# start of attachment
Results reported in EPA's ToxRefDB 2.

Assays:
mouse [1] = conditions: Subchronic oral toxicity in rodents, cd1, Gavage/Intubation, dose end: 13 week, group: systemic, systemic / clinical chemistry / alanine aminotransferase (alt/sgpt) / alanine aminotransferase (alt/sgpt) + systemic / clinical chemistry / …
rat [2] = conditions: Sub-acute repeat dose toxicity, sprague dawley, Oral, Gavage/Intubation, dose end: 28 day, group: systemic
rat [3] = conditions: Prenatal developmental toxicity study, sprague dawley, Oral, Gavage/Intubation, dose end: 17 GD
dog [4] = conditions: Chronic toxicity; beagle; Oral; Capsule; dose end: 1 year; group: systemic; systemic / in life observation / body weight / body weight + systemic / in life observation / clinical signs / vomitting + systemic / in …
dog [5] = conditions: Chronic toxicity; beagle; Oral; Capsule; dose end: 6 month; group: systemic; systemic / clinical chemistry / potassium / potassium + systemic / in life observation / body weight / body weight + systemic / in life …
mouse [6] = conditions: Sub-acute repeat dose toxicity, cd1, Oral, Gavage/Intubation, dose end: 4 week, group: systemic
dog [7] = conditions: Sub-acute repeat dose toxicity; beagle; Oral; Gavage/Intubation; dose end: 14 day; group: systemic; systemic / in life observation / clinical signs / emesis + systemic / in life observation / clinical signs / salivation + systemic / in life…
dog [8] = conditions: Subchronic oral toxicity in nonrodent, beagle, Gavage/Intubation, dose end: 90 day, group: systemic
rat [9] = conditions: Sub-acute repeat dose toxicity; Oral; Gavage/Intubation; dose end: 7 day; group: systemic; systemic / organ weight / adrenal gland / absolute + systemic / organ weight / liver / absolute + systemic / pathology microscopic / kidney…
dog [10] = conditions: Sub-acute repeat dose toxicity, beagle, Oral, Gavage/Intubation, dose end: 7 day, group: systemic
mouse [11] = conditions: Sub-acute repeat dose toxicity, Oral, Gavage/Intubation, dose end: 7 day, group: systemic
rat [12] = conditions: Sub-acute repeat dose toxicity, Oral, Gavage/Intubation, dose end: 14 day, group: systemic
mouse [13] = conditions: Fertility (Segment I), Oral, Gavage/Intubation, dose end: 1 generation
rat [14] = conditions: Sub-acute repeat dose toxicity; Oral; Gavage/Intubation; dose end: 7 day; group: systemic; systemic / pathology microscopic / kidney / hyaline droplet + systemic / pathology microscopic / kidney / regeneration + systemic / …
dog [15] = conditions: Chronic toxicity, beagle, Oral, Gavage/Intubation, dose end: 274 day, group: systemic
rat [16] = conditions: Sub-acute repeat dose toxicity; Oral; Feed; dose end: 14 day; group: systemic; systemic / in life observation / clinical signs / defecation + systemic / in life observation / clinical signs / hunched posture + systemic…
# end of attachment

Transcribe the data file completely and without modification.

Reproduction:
Results reported in EPA's ToxRefDB 2.

Assays:
mouse [1] = conditions: Subchronic oral toxicity in rodents, cd1, Gavage/Intubation, dose end: 13 week, group: systemic, systemic / clinical chemistry / alanine aminotransferase (alt/sgpt) / alanine aminotransferase (alt/sgpt) + systemic / clinical chemistry / …
rat [2] = conditions: Sub-acute repeat dose toxicity, sprague dawley, Oral, Gavage/Intubation, dose end: 28 day, group: systemic
rat [3] = conditions: Prenatal developmental toxicity study, sprague dawley, Oral, Gavage/Intubation, dose end: 17 GD
dog [4] = conditions: Chronic toxicity; beagle; Oral; Capsule; dose end: 1 year; group: systemic; systemic / in life observation / body weight / body weight + systemic / in life observation / clinical signs / vomitting + systemic / in …
dog [5] = conditions: Chronic toxicity; beagle; Oral; Capsule; dose end: 6 month; group: systemic; systemic / clinical chemistry / potassium / potassium + systemic / in life observation / body weight / body weight + systemic / in life …
mouse [6] = conditions: Sub-acute repeat dose toxicity, cd1, Oral, Gavage/Intubation, dose end: 4 week, group: systemic
dog [7] = conditions: Sub-acute repeat dose toxicity; beagle; Oral; Gavage/Intubation; dose end: 14 day; group: systemic; systemic / in life observation / clinical signs / emesis + systemic / in life observation / clinical signs / salivation + systemic / in life…
dog [8] = conditions: Subchronic oral toxicity in nonrodent, beagle, Gavage/Intubation, dose end: 90 day, group: systemic
rat [9] = conditions: Sub-acute repeat dose toxicity; Oral; Gavage/Intubation; dose end: 7 day; group: systemic; systemic / organ weight / adrenal gland / absolute + systemic / organ weight / liver / absolute + systemic / pathology microscopic / kidney…
dog [10] = conditions: Sub-acute repeat dose toxicity, beagle, Oral, Gavage/Intubation, dose end: 7 day, group: systemic
mouse [11] = conditions: Sub-acute repeat dose toxicity, Oral, Gavage/Intubation, dose end: 7 day, group: systemic
rat [12] = conditions: Sub-acute repeat dose toxicity, Oral, Gavage/Intubation, dose end: 14 day, group: systemic
mouse [13] = conditions: Fertility (Segment I), Oral, Gavage/Intubation, dose end: 1 generation
rat [14] = conditions: Sub-acute repeat dose toxicity; Oral; Gavage/Intubation; dose end: 7 day; group: systemic; systemic / pathology microscopic / kidney / hyaline droplet + systemic / pathology microscopic / kidney / regeneration + systemic / …
dog [15] = conditions: Chronic toxicity, beagle, Oral, Gavage/Intubation, dose end: 274 day, group: systemic
rat [16] = conditions: Sub-acute repeat dose toxicity; Oral; Feed; dose end: 14 day; group: systemic; systemic / in life observation / clinical signs / defecation + systemic / in life observation / clinical signs / hunched posture + systemic…